Women : Physiologically Considered As To Mind Morals Marriage Matrimonial Slavery Infidelity & Divorce
Two contradictory views about the status of women and their abilities and disabilities are entertained by social thinkers. According to one school, the women are feedler in physique than and inferior in intellect to, meals, and hence should be accorded a subordinate place in the society as well as in the family: while the other holds that woman is equal to man in all respects and their apparent inferiority is imposed on them by selfish designs of the opposite sex. According to the latter school, given equal opportunity, woman can make equal contribution to every sphere of human progress. But the sound judgement of an unbiased mind will reject either of these two extreme views and attempt to understand the problem on the scientific principles of psychology and physiology. The present work by a competent anthropologist who tried to apply an anthropology to the sexes is a serious attempt to establish the truth about woman and judge the validity or otherwise of the above mentioned views.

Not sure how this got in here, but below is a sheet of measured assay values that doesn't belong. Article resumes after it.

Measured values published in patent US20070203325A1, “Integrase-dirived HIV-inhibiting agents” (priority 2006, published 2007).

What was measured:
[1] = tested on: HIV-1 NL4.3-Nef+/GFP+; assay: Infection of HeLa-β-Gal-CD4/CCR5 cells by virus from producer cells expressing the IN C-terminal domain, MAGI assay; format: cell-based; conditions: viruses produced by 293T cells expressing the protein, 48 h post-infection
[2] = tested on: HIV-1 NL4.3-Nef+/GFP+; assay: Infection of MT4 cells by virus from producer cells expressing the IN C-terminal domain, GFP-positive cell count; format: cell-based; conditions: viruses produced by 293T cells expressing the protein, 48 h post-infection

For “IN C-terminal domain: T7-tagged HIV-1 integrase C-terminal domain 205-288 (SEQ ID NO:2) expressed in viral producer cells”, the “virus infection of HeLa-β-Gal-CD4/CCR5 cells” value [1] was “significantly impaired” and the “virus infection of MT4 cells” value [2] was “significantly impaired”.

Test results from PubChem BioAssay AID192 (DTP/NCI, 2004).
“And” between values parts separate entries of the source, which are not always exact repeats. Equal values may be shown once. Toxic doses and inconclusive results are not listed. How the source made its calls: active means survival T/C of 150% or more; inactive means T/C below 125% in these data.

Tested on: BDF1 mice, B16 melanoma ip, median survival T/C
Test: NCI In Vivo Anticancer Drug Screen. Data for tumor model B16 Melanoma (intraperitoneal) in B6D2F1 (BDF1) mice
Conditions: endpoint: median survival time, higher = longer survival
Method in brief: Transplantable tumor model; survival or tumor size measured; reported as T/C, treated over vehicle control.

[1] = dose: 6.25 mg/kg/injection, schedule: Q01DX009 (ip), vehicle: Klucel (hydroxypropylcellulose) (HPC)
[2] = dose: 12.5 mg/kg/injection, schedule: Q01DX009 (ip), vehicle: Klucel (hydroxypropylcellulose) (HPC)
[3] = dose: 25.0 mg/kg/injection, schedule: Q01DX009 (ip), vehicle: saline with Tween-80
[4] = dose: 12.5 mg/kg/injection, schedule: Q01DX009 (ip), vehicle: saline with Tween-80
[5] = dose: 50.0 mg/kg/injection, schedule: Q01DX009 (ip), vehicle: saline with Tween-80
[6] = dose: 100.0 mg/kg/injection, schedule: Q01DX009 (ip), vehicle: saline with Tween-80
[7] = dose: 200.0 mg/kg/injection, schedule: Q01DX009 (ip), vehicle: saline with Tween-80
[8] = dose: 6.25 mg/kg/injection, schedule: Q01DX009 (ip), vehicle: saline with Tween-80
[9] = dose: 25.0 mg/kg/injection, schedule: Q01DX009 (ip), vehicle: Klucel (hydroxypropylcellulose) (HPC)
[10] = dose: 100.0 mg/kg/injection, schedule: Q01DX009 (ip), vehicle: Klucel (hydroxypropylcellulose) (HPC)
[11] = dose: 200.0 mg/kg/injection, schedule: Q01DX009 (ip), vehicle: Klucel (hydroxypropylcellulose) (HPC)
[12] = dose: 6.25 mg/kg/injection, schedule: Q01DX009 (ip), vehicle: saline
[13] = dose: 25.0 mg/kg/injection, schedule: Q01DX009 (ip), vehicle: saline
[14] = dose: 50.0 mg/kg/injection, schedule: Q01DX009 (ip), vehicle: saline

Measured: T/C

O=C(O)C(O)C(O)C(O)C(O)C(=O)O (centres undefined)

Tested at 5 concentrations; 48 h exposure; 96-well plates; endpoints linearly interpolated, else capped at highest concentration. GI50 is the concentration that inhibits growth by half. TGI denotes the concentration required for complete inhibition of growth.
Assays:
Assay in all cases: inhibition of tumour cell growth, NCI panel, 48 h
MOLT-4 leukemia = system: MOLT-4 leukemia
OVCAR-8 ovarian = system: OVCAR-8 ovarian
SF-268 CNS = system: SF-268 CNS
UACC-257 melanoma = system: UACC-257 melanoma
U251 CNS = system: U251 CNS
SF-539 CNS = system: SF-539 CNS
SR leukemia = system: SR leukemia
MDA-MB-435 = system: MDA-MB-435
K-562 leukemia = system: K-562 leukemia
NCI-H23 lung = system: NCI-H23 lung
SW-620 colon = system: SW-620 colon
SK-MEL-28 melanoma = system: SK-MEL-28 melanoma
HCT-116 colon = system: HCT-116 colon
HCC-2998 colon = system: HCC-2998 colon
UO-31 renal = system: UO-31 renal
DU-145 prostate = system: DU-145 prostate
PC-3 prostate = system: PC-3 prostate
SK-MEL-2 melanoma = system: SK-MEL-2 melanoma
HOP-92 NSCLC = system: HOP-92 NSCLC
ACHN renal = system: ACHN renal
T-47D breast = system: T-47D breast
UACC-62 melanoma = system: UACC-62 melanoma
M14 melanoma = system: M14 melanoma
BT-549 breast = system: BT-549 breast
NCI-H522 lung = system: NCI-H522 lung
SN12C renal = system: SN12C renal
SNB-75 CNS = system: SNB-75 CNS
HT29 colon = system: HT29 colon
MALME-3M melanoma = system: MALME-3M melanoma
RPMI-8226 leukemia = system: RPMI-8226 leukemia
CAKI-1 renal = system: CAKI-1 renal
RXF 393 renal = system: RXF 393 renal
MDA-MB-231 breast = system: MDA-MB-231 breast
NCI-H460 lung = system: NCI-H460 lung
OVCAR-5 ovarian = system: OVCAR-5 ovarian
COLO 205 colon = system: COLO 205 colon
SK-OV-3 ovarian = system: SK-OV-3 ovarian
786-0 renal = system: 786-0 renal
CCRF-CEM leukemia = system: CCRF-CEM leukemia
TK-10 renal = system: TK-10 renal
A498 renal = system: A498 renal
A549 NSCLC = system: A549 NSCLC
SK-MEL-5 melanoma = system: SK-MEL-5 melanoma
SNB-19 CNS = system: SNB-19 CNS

Alexander Walker (1779-1852) has attempted to discuss philosophically the moral relations between man and woman on physiological principles. He has shown that nature, for the preservation of the human species, has conferred on woman a sacred character and given her prompt and infallible instinct as a guide in all her gentle thoughts, her charming words and her beneficent actions, while man has only slow and offer erring reason to guide his cold and calculated conduct. The author has thoroughly analysed the thinking process in woman and made a few important discoveries regarding their head and heart. He has shown that woman sometimes more quickly understand many reasoned statements than man does. He has also proved that the superiority of instinct in woman is connected with the greater development of her vital system and this superiority of instinct affects all her mental operations. The author has gone deep into the causes of many a social evils like polygamy, infidelity, concubinage, prostitution, etc. Readers may not accept all his conclusions but his efforts and findings will guide them to further research and rational thinking on the problems related to the position of woman. The work is of great importance to the social thinkers and the workers in the field of women’s emancipation all over the world.
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